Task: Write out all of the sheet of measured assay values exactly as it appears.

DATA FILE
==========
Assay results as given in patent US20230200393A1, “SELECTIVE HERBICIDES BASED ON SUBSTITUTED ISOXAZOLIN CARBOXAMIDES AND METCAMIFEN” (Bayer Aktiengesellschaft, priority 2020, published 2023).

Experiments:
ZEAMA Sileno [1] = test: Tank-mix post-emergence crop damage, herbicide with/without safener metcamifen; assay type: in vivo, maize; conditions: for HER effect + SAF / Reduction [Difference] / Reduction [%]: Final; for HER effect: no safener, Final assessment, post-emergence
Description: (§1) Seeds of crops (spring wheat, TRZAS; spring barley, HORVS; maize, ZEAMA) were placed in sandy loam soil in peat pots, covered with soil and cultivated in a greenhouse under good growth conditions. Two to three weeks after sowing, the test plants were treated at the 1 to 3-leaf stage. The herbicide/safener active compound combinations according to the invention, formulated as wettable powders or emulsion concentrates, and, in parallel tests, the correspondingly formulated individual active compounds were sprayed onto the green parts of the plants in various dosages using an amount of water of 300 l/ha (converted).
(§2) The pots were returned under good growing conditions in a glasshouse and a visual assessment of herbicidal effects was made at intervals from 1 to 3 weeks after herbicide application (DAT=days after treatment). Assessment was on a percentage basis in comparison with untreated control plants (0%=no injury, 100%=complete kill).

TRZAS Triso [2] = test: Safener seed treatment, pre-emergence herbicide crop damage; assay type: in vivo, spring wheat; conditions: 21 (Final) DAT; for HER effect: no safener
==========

Assay results as given in patent US20230200393A1, “SELECTIVE HERBICIDES BASED ON SUBSTITUTED ISOXAZOLIN CARBOXAMIDES AND METCAMIFEN” (Bayer Aktiengesellschaft, priority 2020, published 2023).

Experiments:
ZEAMA Sileno [1] = test: Tank-mix post-emergence crop damage, herbicide with/without safener metcamifen; assay type: in vivo, maize; conditions: for HER effect + SAF / Reduction [Difference] / Reduction [%]: Final; for HER effect: no safener, Final assessment, post-emergence
Description: (§1) Seeds of crops (spring wheat, TRZAS; spring barley, HORVS; maize, ZEAMA) were placed in sandy loam soil in peat pots, covered with soil and cultivated in a greenhouse under good growth conditions. Two to three weeks after sowing, the test plants were treated at the 1 to 3-leaf stage. The herbicide/safener active compound combinations according to the invention, formulated as wettable powders or emulsion concentrates, and, in parallel tests, the correspondingly formulated individual active compounds were sprayed onto the green parts of the plants in various dosages using an amount of water of 300 l/ha (converted).
(§2) The pots were returned under good growing conditions in a glasshouse and a visual assessment of herbicidal effects was made at intervals from 1 to 3 weeks after herbicide application (DAT=days after treatment). Assessment was on a percentage basis in comparison with untreated control plants (0%=no injury, 100%=complete kill).

TRZAS Triso [2] = test: Safener seed treatment, pre-emergence herbicide crop damage; assay type: in vivo, spring wheat; conditions: 21 (Final) DAT; for HER effect: no safener